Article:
Stacey’s daughter was diagnosed with anorexia nervosa just before her 19th birthday, after becoming unwell living away from home during her first year of university. She found it difficult to advocate for treatment because her daughter was technically an adult.
“I had to give up my job for six months. Here we are three years later just getting back on our feet,” she said.
Stacey’s story runs true for so many families and carers. Treatment for an eating disorder can come at a high cost; emotionally, physically, and financially. Financial costs are related to various aspects of the treatment: health insurance, hospital admissions, attending psychological and nutritional therapy, seeing various medical professionals, purchasing medications, and having medical tests. There may also be “hidden” costs such as the cost of transport to and from various treatments, or the cost of accommodation to be closer to specialist services.
It may be that you - or your loved one - can’t work at all, need to limit work or study, or can’t progress in the way you otherwise would have if they did not have an illness. If one or both of you are not able to continue work or study, this may cost you earnings or future earnings.
There are ways to potentially reduce the financial burden of treatment.
Your loved one is potentially able to access a range of rebates for health services under the Australian Medicare Benefits Scheme (MBS), including the following:
Eating Disorder Plan: From November 1st 2019, individuals who meet the eligibility criteria for this plan can access up to 20 sessions with a dietitian and up to 40 psychological sessions with a mental health provider within a twelve month period. They must be referred to this plan by a medical professional, such as a GP.
Better Access to Mental Health Care (MHCP): GPs, Psychiatrists or Paediatricians can refer people with an eating disorder (who do not meet the criteria for the Eating Disorders Plan) to Psychologists, Social Workers or Occupational Therapists. If your loved one has a MHCP they can receive up to 10 sessions of therapy each calendar year.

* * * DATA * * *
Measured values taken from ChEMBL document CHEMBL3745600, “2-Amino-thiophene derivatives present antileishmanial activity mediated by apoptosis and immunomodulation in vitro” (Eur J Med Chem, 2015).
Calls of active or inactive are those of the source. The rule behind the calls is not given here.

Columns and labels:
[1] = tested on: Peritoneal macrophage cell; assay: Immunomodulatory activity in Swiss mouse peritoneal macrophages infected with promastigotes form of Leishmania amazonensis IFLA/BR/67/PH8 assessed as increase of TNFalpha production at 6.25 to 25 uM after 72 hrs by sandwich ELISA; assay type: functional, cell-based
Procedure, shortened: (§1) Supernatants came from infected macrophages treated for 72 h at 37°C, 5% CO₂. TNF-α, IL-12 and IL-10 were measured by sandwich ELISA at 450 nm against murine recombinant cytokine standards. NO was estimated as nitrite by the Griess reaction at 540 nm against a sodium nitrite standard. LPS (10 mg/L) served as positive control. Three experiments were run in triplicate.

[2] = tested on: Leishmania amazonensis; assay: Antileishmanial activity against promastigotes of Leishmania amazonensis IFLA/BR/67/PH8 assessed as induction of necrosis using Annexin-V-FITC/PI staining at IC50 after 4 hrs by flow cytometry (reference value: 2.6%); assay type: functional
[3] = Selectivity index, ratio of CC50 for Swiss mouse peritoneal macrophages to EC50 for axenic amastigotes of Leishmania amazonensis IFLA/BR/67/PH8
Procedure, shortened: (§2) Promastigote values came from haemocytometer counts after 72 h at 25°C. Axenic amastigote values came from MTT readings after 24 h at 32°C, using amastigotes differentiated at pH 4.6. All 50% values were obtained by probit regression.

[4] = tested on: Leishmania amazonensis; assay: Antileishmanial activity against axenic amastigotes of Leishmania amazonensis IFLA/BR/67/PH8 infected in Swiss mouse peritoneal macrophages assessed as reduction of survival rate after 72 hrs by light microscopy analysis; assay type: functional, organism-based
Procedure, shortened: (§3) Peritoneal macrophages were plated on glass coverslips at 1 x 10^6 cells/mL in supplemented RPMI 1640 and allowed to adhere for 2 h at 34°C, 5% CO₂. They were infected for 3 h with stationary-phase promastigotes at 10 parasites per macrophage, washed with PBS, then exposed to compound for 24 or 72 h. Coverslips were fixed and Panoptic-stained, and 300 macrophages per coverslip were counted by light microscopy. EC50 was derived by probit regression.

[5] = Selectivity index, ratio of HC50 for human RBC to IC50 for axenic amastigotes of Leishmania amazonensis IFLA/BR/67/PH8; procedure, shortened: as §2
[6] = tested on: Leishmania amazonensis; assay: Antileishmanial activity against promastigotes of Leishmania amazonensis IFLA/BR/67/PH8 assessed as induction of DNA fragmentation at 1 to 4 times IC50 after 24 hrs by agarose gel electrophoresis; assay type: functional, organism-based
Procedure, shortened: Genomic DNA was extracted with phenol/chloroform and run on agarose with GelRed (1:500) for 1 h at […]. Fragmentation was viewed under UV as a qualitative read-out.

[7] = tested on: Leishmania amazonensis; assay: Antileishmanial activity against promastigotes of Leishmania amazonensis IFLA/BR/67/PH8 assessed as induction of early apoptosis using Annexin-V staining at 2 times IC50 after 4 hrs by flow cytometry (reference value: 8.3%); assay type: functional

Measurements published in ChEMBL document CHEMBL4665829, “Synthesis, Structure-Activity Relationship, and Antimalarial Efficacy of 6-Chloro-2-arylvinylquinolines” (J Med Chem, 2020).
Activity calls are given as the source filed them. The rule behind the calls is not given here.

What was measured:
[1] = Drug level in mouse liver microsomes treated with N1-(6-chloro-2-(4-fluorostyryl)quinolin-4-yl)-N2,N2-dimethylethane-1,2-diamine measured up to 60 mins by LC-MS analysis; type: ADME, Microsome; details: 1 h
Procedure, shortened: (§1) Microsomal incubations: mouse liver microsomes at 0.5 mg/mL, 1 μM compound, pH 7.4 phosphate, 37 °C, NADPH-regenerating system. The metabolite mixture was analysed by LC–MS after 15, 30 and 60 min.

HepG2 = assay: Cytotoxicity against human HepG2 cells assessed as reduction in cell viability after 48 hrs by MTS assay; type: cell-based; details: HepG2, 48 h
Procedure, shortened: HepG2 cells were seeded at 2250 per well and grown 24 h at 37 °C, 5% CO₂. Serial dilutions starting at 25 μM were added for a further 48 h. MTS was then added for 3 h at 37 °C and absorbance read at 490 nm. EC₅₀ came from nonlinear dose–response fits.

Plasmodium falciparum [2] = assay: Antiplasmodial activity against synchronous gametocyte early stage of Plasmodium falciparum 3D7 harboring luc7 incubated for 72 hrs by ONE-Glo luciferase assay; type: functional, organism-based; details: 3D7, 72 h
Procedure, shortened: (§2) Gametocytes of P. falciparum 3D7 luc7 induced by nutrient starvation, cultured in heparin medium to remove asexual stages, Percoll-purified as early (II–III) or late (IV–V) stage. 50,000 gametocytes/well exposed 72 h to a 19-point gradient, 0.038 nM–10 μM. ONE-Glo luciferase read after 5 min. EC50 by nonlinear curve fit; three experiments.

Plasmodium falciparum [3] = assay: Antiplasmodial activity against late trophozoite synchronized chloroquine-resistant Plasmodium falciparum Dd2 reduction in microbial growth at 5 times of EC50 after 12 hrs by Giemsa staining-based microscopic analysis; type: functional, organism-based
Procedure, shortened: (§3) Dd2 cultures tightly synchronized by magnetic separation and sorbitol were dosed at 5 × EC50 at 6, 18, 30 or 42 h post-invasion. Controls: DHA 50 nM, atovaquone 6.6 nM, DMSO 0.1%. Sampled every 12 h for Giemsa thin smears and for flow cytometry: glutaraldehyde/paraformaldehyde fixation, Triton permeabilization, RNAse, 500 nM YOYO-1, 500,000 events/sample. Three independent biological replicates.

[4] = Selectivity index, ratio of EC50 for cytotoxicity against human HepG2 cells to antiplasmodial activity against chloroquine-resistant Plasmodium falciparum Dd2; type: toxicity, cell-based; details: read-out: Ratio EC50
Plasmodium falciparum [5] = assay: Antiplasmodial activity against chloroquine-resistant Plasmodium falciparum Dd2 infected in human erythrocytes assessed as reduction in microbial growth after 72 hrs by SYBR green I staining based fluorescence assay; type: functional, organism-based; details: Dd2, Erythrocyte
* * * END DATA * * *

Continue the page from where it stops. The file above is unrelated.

Enhanced Primary Care Plan (EPCP): A GP can set up an Enhanced Primary Care Plan for someone with an eating disorder to receive dietetic input for up to 5 sessions (this could be used in addition to the MHCP).
Unless your loved one is bulk billed by their providers there are still out of pocket expenses associated with these plans as specialists charge gap fees. Additionally, your loved one may need more sessions than is covered by Medicare. Please keep reading for more suggestions on how you may be able to reduce the cost of treatment.
Private clinicians such as psychologists, dietitians and psychiatrists may have some capacity to offer reduced rates or bulk billing to you or your loved one if you are struggling financially. This may not be advertised openly so you will only know if you ask.
Private health insurance can help cover the costs of an inpatient admission to a private hospital. Some general treatment and extra policies may provide benefits towards allied health professionals such as psychologists or dietitians.
Your loved one may be able to access services within the public mental health system depending on what is available in your local area.
There are free and low-cost support options that may supplement specialist treatment such as Employee Assistance Programs (EAP), support groups, counselling, online and phone support. Whilst they cannot replace specialist treatment, these support options may benefit your loved one, so they require less frequent treatment. Support options are also worth considering as they could accelerate your loved one's recovery, which in turn, can provide benefit by alleviating some of the financial treatment costs.
Call one of the national or state-based services listed to find out more about what is available in your area.
Access InsideOut Institute's directory of support organisations in your state here.
You or your loved one may also be eligible for income support payments such as:
Disability Support Pension
Youth Allowance (under 21 years of age)
For more information on government support payments access the Australian Government Support Services webpage.
You may be able to get financial help from the Australian Government, depending on how much care you provide. Access Carer Gateway to find out more.
If you would like to know more about the resources available to you and hear advice from those who have had the same experience, InsideOut Institute for Eating Disorders has created a new online program for you. SupportED was developed for anyone supporting a loved one with an eating disorder.
To find out more, head to InsideOut Institute
If you or a loved one needs support, please head to our website or call the Butterfly National Helpline 1800 ED HOPE (1800 33 4673).